Learning morality through gaming – The Guardian

Inner life

If you’re looking for answers to life’s big philosophical questions, try playing a video game, says Jordan Erica Webber

Out of this world: Garrett Hedlund gets caught up in a cyberworld in Tron: Legacy (2010). Photograph: Kobal/Rex/Shutterstock Inner life Learning morality through gaming

If you’re looking for answers to life’s big philosophical questions, try playing a video game, says Jordan Erica Webber

In his 2014 book, No Place to Hide, Glenn Greenwald wrote that a contributing factor to Edward Snowden’s decision to leak classified information from the NSA was his consumption of video games: “The moral narrative at the heart of video games was part of his pre-adolescence and formed part of his moral understanding of the world and one’s obligation as an individual.”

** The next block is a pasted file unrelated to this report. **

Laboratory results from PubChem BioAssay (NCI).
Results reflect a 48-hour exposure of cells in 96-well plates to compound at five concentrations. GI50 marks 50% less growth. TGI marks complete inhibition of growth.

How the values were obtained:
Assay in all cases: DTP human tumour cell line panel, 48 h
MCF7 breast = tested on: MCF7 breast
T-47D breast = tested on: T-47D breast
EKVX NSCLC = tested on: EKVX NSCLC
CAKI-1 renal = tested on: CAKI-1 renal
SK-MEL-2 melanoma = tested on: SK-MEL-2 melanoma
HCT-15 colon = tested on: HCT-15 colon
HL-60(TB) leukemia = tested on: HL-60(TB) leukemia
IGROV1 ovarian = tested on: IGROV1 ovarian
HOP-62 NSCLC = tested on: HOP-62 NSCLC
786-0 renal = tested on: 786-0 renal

Whether or not you agree with Snowden’s actions, the idea that playing video games could affect a person’s ethical position or even encourage any kind of philosophical thought is probably surprising. Yet we’re used to the notion that a person’s thinking could be influenced by the characters and conundrums in books, film and television; why not games? In fact, games have one big advantage that makes them especially useful for exploring philosophical ideas: they’re interactive.

As any student of philosophy will tell you, one of the primary ways of engaging with abstract questions is

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